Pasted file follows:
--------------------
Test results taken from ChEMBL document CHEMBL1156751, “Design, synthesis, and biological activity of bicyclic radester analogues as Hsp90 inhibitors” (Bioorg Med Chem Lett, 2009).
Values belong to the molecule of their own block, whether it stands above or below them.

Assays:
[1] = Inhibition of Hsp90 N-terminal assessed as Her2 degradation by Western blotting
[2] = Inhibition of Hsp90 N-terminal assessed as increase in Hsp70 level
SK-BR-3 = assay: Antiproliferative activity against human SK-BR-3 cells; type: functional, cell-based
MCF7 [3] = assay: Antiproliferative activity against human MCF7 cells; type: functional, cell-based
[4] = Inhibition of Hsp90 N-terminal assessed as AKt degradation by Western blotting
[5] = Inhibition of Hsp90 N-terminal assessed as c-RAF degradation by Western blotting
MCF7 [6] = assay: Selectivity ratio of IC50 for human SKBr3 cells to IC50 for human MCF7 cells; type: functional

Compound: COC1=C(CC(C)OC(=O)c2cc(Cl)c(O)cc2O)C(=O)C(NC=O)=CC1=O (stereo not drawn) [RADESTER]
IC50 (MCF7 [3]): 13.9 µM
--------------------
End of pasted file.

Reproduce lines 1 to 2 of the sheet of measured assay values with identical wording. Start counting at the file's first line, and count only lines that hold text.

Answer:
Test results taken from ChEMBL document CHEMBL1156751, “Design, synthesis, and biological activity of bicyclic radester analogues as Hsp90 inhibitors” (Bioorg Med Chem Lett, 2009).
Values belong to the molecule of their own block, whether it stands above or below them.